Asthma, cystic fibrosis, interstitial emphysema
Pneumocystis jirovecii, tuberculosis, lung abscess, necrotizing pneumonia, HIV, parasites
Connective tissue diseases
Marfan syndrome, Ehlers–Danlos syndrome, juvenile idiopathic arthritis, systemic lupus erythematosus, dermatomyositis, Birt–Hogg–Dube syndrome
Lymphoma, pulmonary metastasis
Cystic adenomatoid malformation
Congenital lobar emphysema
Foreign body aspiration
Related to menstrual cycle
When considering pediatric thoracic trauma, pneumothorax may occur in up to a third of patients, most of them associated with extrathoracic and intrathoracic injuries, but one third may present only pneumothorax.
Etiology and Pathophysiology
The increase in transpulmonary pressure is the mechanism described in the appearance of spontaneous pneumothorax. This causes alveolar distension, and if the gradient is high enough, alveolar rupture. It can occur secondary to increased work of breathing, a Valsalva maneuver, positive pressure ventilation, and airway obstruction that causes an obstruction ball valve effect, among others.
Spontaneous pneumothorax seems to occur due to changes in the connective tissue that predispose air leaks from the airways into the pleural space. The mechanisms proposed for both primary and secondary pneumothorax are multiple. Frequently, the existence of subpleural bullae, or bullas, has been associated with the production of primary pneumothorax. In studies performed with computerized axial tomography scans, bullas have been detected in between 28% and 100% of the cases that developed a primary pneumothorax and between 70% and 95% in patients who required video-assisted thoracoscopy surgery (VATS) due to this pathology. In newborns, high transpulmonary pressures during the first breaths contribute to the appearance of primary pneumothorax.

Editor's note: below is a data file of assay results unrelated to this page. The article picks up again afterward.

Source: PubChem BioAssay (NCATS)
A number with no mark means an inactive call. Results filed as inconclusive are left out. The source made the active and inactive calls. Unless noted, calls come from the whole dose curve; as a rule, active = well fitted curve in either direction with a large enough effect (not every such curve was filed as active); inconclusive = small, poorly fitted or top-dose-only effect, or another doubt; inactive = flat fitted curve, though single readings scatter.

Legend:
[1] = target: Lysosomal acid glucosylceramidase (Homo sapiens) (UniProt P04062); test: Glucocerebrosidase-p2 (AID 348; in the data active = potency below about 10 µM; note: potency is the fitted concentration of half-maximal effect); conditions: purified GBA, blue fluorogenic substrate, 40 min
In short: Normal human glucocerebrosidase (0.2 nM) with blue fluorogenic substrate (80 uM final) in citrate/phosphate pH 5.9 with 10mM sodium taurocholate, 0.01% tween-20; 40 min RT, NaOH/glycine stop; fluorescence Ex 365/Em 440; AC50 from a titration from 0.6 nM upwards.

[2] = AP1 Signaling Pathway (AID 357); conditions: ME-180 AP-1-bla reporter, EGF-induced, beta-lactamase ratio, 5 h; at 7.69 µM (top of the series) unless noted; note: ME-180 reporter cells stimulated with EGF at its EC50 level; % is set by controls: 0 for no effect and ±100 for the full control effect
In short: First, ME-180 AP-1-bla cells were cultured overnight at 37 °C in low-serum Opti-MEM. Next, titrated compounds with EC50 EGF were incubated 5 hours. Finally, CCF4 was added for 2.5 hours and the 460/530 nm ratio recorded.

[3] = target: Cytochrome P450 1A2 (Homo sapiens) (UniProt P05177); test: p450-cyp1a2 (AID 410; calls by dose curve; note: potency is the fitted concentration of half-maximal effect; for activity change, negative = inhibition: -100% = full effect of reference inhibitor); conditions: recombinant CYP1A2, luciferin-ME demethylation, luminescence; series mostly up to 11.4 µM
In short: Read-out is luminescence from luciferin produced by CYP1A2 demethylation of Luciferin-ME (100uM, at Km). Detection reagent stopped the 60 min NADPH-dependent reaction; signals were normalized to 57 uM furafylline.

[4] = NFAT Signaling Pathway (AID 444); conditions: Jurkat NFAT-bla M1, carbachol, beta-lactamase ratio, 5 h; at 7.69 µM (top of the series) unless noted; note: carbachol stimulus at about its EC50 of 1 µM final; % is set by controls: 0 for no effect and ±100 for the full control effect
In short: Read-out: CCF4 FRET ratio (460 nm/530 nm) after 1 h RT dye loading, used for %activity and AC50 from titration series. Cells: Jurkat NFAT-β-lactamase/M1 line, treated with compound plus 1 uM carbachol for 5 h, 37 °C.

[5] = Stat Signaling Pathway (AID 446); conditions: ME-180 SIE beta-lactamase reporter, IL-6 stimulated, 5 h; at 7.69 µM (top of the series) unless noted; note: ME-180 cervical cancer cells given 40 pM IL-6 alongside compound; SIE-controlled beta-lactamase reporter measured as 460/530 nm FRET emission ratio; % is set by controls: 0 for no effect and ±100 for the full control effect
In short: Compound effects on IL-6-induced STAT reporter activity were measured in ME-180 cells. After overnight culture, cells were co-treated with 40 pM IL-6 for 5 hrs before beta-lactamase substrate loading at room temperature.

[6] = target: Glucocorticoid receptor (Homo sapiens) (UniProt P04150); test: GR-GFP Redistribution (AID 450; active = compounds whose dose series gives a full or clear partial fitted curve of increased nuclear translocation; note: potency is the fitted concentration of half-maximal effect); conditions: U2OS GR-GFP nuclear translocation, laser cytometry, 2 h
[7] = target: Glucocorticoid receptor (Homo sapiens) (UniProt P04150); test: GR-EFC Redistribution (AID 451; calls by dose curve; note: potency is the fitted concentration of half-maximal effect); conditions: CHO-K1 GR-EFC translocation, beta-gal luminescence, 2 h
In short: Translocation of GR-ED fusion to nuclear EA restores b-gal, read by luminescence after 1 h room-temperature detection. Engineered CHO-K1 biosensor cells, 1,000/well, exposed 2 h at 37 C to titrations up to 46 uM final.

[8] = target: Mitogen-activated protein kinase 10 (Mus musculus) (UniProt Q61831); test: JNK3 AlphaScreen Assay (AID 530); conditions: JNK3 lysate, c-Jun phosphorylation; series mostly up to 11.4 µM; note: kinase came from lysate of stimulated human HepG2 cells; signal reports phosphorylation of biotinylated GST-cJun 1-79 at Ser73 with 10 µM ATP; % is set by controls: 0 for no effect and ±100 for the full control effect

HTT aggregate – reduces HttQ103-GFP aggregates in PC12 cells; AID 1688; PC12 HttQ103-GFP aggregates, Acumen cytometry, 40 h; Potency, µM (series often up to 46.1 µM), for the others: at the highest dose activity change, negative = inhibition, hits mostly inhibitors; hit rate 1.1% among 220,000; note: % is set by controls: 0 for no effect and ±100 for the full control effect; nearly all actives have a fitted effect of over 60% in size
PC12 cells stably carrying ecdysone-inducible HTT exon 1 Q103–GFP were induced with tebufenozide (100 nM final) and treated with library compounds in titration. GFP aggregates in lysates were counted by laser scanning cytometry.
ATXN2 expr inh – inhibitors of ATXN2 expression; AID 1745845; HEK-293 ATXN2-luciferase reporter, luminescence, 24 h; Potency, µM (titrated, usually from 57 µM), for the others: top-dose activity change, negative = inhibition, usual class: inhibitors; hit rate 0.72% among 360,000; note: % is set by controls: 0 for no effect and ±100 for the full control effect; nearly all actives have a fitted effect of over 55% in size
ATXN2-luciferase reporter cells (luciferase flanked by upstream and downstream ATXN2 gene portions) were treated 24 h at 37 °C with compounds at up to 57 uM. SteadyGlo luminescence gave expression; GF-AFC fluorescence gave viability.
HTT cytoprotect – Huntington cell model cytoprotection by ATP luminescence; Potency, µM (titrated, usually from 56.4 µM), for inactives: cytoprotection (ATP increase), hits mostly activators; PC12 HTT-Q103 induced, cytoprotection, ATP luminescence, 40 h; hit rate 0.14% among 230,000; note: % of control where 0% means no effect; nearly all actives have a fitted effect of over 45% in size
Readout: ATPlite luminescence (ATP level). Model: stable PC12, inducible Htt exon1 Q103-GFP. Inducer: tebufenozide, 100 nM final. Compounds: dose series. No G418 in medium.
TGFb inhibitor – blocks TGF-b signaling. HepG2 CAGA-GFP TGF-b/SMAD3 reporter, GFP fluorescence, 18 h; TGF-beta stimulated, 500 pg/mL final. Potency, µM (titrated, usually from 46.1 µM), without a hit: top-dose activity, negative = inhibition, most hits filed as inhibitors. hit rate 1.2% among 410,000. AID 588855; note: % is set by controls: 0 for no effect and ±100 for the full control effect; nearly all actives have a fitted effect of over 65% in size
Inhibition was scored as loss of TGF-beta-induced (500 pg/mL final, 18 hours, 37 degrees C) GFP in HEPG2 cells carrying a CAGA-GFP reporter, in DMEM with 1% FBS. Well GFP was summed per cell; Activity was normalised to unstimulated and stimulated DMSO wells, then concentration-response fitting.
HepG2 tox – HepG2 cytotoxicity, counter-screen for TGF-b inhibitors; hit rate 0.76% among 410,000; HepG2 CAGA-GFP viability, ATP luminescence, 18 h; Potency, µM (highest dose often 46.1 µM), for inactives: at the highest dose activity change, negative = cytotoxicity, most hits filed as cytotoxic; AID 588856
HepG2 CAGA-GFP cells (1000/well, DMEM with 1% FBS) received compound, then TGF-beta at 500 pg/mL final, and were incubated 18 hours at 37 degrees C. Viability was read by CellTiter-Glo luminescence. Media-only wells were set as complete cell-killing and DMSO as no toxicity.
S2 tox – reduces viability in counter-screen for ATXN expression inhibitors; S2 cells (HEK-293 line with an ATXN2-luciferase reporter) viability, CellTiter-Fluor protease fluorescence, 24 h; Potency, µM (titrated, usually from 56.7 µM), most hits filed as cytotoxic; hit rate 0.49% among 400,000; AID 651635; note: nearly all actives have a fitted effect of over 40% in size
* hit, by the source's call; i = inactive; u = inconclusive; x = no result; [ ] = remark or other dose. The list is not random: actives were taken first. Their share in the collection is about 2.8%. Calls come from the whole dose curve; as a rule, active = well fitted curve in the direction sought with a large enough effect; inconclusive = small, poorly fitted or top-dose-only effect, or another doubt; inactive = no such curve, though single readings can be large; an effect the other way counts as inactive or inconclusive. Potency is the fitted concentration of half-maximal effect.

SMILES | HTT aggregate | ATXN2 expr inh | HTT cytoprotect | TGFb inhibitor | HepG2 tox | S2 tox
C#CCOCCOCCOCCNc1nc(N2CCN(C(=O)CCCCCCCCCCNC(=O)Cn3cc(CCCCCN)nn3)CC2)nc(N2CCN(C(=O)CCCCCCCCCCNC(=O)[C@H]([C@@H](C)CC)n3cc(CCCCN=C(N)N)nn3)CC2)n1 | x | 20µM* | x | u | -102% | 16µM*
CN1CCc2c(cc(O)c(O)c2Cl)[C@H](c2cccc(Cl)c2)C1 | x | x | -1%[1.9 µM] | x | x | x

The role of tobacco, both in the development of primary and secondary spontaneous pneumothorax , has also been widely analyzed, especially in adults. Prevalence of smoking in children with primary pneumothorax is between 11% and 14%, while in adults is between 24% and 88%. This supports the theory between time exposure to tobacco and changes in connective tissue and/or chronic bronchiolitis that are observed in adult patients and predisposition to pneumothorax.
A familial form of primary spontaneous pneumothorax has been described, related to a mutation in the folliculin gene, located on chromosome 17, which plays a role in the definition of cell shape, size, and movement. This condition has been associated with the Birt–Hogg–Dube syndrome, in which there is a predisposition to the formation of multiple lung cysts that lead to the development of primary spontaneous pneumothorax.
In newborns, the most common causes of secondary spontaneous pneumothorax are meconium aspiration syndrome (MAS) and hyaline membrane disease (HMD).
Symptoms and signs of pneumothorax vary according to the patient’s age, level of lung collapse and previous lung volumes. Small pneumothoraxes can be asymptomatic and show normal vital signs. Spontaneous pneumothorax occurs mostly at rest, but it may be caused by situations that increase intrathoracic pressure through the Valsalva maneuver (such as lifting objects or stretching).
Acute chest pain and dyspnea are the most frequent symptoms in pediatric spontaneous pneumothorax. Even without treatment, the symptoms resolve in 1–3 days; however, pneumothorax persists in most patients. Physical examination findings depend on the size of the pneumothorax. Small ones may not be detected clinically. Clinical signs include decreased pulmonary sounds, dyspnea, tachycardia, hyperresonance on percussion, and decreased vocal fremitus. In a minority of patients it can present itself as tension pneumothorax, with respiratory distress, hypoxemia, tachycardia, and arterial hypotension. The latter is a respiratory emergency and requires immediate intervention.